13.1. Remote management with SSH
13.2. Remote management over TLS and SSL
13.3. Transport modes
IV. Virtualization Reference Guide
14. Virtualization tools
15. Managing guests with virsh
16. Managing guests with the Virtual Machine Manager (virt-manager)
16.1. The open connection window
16.2. The Virtual Machine Manager main window
16.3. The Virtual Machine Manager details window
16.4. Virtual Machine graphical console
16.5. Starting virt-manager
16.6. Restoring a saved machine
16.7. Displaying guest details
16.8. Status monitoring
16.9. Displaying guest identifiers
16.10. Displaying a guest's status
16.11. Displaying virtual CPUs
16.12. Displaying CPU usage
16.13. Displaying memory usage
16.14. Managing a virtual network
16.15. Creating a virtual network
V. Tips and Tricks
17. Tips and tricks
17.1. Automatically starting guests
17.2. Changing between the KVM and Xen hypervisors
17.2.1. Xen to KVM
17.2.2. KVM to Xen
17.3. Using qemu-img
17.4. Overcommitting with KVM
17.5. Modifying /etc/grub.conf
17.6. Verifying virtualization extensions
17.7. Identifying guest type and implementation
17.8. Generating a new unique MAC address
17.9. Very Secure ftpd
17.10. Configuring LUN Persistence
17.11. Disable SMART disk monitoring for guests
17.12. Cloning guest configuration files
17.13. Duplicating an existing guest and its configuration file
18. Creating custom libvirt scripts
18.1. Using XML configuration files with virsh
VI. Troubleshooting
19. Troubleshooting
19.1. Loop device errors
19.2. Enabling Intel VT and AMD-V virtualization hardware extensions in BIOS
A. Additional resources
A.1. Online resources
A.2. Installed documentation
B. Revision History
C. Colophon
Glossary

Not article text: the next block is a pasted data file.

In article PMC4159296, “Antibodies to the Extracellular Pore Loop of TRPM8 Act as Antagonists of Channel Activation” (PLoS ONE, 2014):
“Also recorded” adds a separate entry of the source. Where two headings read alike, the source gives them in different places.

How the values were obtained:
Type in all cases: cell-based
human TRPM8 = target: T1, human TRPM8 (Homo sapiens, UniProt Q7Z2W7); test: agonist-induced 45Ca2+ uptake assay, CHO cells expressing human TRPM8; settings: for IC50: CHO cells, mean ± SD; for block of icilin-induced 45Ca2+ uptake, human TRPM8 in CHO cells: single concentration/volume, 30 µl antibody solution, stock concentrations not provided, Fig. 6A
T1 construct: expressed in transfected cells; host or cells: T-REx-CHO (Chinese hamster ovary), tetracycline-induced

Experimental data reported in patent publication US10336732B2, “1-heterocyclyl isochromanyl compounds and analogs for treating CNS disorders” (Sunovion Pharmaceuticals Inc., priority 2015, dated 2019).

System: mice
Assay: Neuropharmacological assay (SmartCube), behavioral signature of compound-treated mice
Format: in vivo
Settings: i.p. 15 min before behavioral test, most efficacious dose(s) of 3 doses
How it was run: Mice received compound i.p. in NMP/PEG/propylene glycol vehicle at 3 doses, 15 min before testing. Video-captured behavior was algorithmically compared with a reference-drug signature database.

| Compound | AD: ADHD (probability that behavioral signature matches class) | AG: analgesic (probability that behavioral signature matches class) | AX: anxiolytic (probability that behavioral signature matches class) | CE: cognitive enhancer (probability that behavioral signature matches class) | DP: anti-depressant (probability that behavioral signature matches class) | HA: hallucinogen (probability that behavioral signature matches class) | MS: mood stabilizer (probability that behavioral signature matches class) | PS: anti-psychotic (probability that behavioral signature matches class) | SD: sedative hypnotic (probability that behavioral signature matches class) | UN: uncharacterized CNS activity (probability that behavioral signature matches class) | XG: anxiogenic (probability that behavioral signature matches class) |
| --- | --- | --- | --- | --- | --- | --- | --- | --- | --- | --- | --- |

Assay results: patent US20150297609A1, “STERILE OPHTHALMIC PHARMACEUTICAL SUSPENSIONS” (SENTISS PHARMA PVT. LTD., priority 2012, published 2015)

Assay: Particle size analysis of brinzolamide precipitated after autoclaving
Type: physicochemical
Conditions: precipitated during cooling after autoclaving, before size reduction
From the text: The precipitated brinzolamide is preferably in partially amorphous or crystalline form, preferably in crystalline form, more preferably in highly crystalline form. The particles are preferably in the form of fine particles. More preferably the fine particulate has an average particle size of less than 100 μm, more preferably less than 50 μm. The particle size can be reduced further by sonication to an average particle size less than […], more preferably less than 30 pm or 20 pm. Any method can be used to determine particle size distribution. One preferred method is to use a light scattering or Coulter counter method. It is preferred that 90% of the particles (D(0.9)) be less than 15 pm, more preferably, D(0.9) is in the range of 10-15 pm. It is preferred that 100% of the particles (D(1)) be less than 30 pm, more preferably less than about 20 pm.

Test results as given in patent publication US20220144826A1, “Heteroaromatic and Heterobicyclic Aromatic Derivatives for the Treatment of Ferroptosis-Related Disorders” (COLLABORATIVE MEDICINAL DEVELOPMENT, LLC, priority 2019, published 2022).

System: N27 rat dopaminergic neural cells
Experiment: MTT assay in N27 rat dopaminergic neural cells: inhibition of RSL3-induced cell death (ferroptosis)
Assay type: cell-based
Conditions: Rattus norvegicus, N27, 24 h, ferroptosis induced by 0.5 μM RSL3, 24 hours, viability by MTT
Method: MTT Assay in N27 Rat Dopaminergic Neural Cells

Preface

This book is the Fedora 12 Virtualization Guide. The Guide covers all aspects of using and managing virtualization on Fedora 12.

1. About this book

This book is divided into 7 parts:
  • System Requirements
  • Installation
  • Configuration
  • Administration
  • Reference
  • Tips and Tricks
  • Troubleshooting

2. Document Conventions

This manual uses several conventions to highlight certain words and phrases and draw attention to specific pieces of information.
In PDF and paper editions, this manual uses typefaces drawn from the Liberation Fonts set. The Liberation Fonts set is also used in HTML editions if the set is installed on your system. If not, alternative but equivalent typefaces are displayed. Note: Red Hat Enterprise Linux 5 and later includes the Liberation Fonts set by default.

2.1. Typographic Conventions

Four typographic conventions are used to call attention to specific words and phrases. These conventions, and the circumstances they apply to, are as follows.
Mono-spaced Bold
Used to highlight system input, including shell commands, file names and paths. Also used to highlight keycaps and key combinations. For example:
To see the contents of the file my_next_bestselling_novel in your current working directory, enter the cat my_next_bestselling_novel command at the shell prompt and press Enter to execute the command.
The above includes a file name, a shell command and a keycap, all presented in mono-spaced bold and all distinguishable thanks to context.
Key combinations can be distinguished from keycaps by the hyphen connecting each part of a key combination. For example:
Press Enter to execute the command.
Press Ctrl+Alt+F1 to switch to the first virtual terminal. Press Ctrl+Alt+F7 to return to your X-Windows session.
The first paragraph highlights the particular keycap to press. The second highlights two key combinations (each a set of three keycaps with each set pressed simultaneously).